There are some things you just can’t control when you live and work aboard a 260-foot private superyacht. Like being summoned near midnight to make coffee for the captain. But I was the chef, on call 24/7. Not an ideal job, but it kept me out of the public eye – and out of jail.Read More
In today’s blog, Penny explains her need for boats. “From a 1928 motor yacht to a 70’ Trumpy to a Fife-designed sloop, all my boats have soothed my need to be in control and kept me sane through the past few years.Read More
(Penny McKenna wrote this month’s blog.)
“Whew! My first adventure, Ocean Effect, is finally off to the publisher that requested a revise and resubmit. It took a while, but my story is stronger for it. I can’t wait to see what they say! A ‘yes’ means I’ll finally be released from this woman’s head and onto the page – and/or pixels – of a book.
While I'm working on revisions, I’ll let Captain Guy Smythe take the “Thirty Questions” Challenge. He’s another character who returns book after book.Read More
In my last blog I answered the first half of the popular “Thirty Questions” Challenge in the voice of my main character, Penny McKenna. This week I shed some more light on her background with the second half!
16. What is your guilty pleasure?
Many of my fellow authors are taking up the popular “Thirty Questions” Challenge to help readers get to know them. I’m taking a bit of a left turn and answering in the voice of my main character, Penny McKenna. Here’s the first fifteen:Read More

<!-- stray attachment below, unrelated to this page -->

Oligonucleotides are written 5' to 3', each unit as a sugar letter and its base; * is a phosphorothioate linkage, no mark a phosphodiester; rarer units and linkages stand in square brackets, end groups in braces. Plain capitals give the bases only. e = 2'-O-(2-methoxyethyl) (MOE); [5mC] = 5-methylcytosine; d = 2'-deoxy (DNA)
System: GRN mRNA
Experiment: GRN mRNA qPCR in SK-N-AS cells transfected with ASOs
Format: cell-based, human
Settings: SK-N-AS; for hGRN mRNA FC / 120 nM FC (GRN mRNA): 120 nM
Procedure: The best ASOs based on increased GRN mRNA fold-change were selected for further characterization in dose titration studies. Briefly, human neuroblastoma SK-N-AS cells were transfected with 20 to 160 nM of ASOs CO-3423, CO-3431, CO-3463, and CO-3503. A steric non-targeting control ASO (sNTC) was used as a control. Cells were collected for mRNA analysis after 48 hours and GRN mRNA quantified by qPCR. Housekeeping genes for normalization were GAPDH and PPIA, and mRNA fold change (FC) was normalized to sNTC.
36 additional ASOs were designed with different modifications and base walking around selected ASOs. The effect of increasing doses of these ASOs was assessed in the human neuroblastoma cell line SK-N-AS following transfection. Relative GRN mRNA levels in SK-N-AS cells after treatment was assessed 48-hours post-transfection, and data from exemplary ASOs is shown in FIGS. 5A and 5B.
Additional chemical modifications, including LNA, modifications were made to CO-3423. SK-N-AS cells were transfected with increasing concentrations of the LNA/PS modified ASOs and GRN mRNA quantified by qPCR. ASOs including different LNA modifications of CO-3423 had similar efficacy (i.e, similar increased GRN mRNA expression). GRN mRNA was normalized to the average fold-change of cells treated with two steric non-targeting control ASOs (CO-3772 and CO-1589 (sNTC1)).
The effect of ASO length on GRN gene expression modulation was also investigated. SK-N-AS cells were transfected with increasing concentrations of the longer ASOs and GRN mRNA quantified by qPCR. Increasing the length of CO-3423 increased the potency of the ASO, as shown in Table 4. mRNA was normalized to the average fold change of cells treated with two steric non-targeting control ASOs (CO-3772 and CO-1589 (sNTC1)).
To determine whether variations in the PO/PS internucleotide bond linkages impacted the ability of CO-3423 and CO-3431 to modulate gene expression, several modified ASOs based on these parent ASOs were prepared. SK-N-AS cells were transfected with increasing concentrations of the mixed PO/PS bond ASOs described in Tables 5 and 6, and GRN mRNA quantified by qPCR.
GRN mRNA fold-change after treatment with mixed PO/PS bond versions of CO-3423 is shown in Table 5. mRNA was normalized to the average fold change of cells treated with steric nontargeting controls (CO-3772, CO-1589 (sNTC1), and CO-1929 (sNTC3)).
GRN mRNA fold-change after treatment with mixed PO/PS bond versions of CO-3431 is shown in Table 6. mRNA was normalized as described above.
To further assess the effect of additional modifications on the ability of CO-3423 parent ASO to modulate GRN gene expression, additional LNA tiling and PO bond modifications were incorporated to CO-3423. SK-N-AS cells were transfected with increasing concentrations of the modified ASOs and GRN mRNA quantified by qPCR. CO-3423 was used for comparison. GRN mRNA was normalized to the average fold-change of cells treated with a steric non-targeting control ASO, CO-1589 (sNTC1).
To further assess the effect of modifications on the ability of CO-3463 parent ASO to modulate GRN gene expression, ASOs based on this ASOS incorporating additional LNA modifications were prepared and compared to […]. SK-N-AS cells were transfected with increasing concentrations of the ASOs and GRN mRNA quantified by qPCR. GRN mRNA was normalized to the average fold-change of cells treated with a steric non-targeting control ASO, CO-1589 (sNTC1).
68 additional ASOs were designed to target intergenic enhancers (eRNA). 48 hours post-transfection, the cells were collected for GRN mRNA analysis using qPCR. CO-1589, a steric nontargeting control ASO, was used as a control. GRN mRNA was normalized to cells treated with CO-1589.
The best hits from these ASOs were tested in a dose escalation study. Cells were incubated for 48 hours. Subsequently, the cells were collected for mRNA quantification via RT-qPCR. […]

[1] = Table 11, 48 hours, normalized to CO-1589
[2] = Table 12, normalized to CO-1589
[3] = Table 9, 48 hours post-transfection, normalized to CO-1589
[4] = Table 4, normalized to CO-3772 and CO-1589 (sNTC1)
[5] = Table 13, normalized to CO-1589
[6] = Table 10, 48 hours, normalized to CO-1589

Penny loves food. Tasting it, learning about it, preparing it for others. But she took her new career focus a bit further than most. Here’s how she explains it to an old friend in No Safe Harbor.Read More
Penny McKenna is sure they do. And just in time for St. Patrick’s day, she shares the roots of her superstitious nature.
“May you be in heaven half an hour before the devil knows you’re dead. That was Nana’s go-to toast, said with a twinkle in her eye and a splash of Four Roses whiskey from her closet stash...
Tons. Here Penny explains how cooking her way through law school made her a better prosecutor.
“Being an overnight line cook in a 24-hour diner was a perfect job to put myself through law school - grants and scholarships only go so far! I learned many lessons behind the grille that proved helpful when I became a prosecutor. Case in point: people watching 101.Read More
"I inherited my father’s fiery temper and my mother’s bat-like hearing. I swear she could hear me opening a candy wrapper a mile away. My freckles and red hair came from Nana, as well as her calm ability to listen and observe without being noticed. That got me into trouble more than once as a kid - but hey, if you don’t eavesdrop you don’t learn the best stuff.Read More